Rationale

The urban population in Asia is growing by 44 million people per year. This rapid urbanization brings about major challenges for urban supply and municipal utilities. In particular, when it comes to water supply and sanitation systems, energy supply and energy losses, land use and food security, most Asian cities have reached a critical situation already today that jeopardizes sustainable development. Municipal administrations in Asia plan and manage along sectorial lines and not in an integrated manner. Thus, they are not able to fully utilize the interaction and synergies in the three nexus sectors (i.e. water, energy and food security) and their related potentials during the implementation processes. The underlying causes are due to a wide range of responsibilities and competences embedded with the provincial and national level, that is, beyond the immediate sphere of influence of the city governments.

 

Objective
In the framework of the project up to twelve selected cities in seven Asian countries will be supported with a view to nexuscompliant integrated resource management.
The module objective is: Nexus concepts are being increasingly considered/adopted in selected Asian cities and by relevant stakeholders.

Approach
The Nexus approach challenges existing structures, sector policies and procedures by highlighting:
• the interdependencies between water, energy and food security/land-use
• the synergies and competing uses of water, land and energy-related resources
• a fundamental shift, from a sectoral to a cross-sectoral, integrated approach.

The project focus is on the creation of resilient (economically, socially, ecologically, politically) cities through innovative technologies, standards and semi- decentralized, cross sectoral infrastructure projects (physical infrastructure/ ”hard-ware”) e.g:
• Waste to energy & water reuse,
• Waste water to energy, water reuse, nutrients for agriculture
• Replacement of old water pumps (energy gains) & reduction of water losses
• Energy efficiency of buildings, energy savings, renewable energies

and people-centered development (social infrastructure/ “software“, “leave no one behind”), decentralization along subsidiarity principles, empowerment of cities within the framework of a circular economy approach (return/reuse/recycle/recover).

 

Strategically, the project focuses on two core elements : (1) Nexus infrastructure projects on the basis of pre- and feasiblity studies demonstrate in an exemplary way how to integrate the nexus approach into urban planning and development processes for improving urban services. (2) Regional experience sharing on integrated resource management is undertaken through regular and face-to-face networking, workshops, peer-to-peer learning and technical training.

 

The project is based on a multi-level approach. The starting point is at the local level with the municipal administrations/planning offices receiving advisory services to improve their resource management in the sectors of energy, water and food security/land-use. At the meso-level, city associations, training institutions and non-governmental organizations among others, are crucial stakeholders.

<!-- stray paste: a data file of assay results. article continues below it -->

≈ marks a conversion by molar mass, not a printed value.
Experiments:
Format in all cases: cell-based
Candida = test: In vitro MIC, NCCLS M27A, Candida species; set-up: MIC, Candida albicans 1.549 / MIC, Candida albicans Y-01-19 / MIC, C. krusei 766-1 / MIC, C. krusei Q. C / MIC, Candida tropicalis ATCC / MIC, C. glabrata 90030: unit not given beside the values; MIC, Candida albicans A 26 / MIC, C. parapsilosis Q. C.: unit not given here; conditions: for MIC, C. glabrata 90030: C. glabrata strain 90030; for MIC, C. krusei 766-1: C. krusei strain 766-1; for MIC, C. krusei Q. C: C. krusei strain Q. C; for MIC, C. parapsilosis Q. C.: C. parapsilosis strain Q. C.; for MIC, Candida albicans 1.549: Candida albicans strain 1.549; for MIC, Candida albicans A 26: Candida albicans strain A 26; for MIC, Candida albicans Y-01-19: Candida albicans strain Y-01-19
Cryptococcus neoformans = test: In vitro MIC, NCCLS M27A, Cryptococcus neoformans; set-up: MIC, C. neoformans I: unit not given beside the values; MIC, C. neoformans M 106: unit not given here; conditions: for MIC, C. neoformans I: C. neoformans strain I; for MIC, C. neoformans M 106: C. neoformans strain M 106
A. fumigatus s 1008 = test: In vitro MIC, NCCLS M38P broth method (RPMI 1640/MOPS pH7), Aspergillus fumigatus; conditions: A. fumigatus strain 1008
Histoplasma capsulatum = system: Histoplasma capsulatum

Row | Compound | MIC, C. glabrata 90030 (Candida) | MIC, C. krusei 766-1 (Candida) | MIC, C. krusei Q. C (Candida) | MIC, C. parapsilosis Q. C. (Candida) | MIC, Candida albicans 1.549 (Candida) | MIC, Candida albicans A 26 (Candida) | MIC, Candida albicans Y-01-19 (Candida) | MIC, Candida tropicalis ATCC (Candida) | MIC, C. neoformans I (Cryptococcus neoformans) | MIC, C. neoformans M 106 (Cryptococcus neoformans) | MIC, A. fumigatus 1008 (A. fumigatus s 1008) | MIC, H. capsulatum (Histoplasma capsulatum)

At the macro-level, the project targets national ministries. Vertical and horizontal integration promote a better understanding between the different levels within the countries promoting the role of cities as “key drivers of development“. Inter-communal cooperation is enhanced by horizontal integration in particular to solve problems often reaching beyond the administrative boundaries of a city such as solid waste management or watershed management. Respective structures for “clustering“ (e.g. special purpose associations) have to be reinforced with GIZ acting as facilitator for new formats of communication and cooperation.

At the international level, the Urban Nexus is linked to implementation of the 2030 Agenda for Sustainable Development, the New Urban Agenda of HABITAT III and the Paris Climate Agreement serving as “tool“ for the implementation of the global agendas within the countries.

Cooperation with the partner cities is marked by the establishment of Nexus Task Forces with representatives from key offices, departments and/or focal persons. Moreover, MoU uphold the cooperation framework. While UN ESCAP is the political partner organization, ICLEI – Local Governments for Sustainability – South and South East Asia are the implementing organizations.

 

Results
More than 30 infrastructure projects are ready for implementation or have already been implemented in the Nexus partner cities amounting to an estimated investment volume of EUR 300 million. Innovative, cross-sectorial engineering solutions have been introduced with corresponding investment as well as operation and maintenance costs. Technologies such as vacuum sewer waste water collection, decentralized treatment facilities as well as Maximum Yield Technology (MYT) for solid waste management not only consider the recovery and reuse of valuable resources, but also the land-use dimension. “Land is gold”, hence innovative technologies improving the resilience of cities have to economize on land consumption as urban centers are increasingly running out of land.

The introduced technologies reflect decentralized approaches and reuse concepts. However, being modular systems, they can also be integrated into existing grid systems. In order to scale up innovative green technical solutions, financial incentive mechanisms including cost covery and consumption oriented tariffs have to be gradually introduced.

 

Fact Sheet_July_2017_Final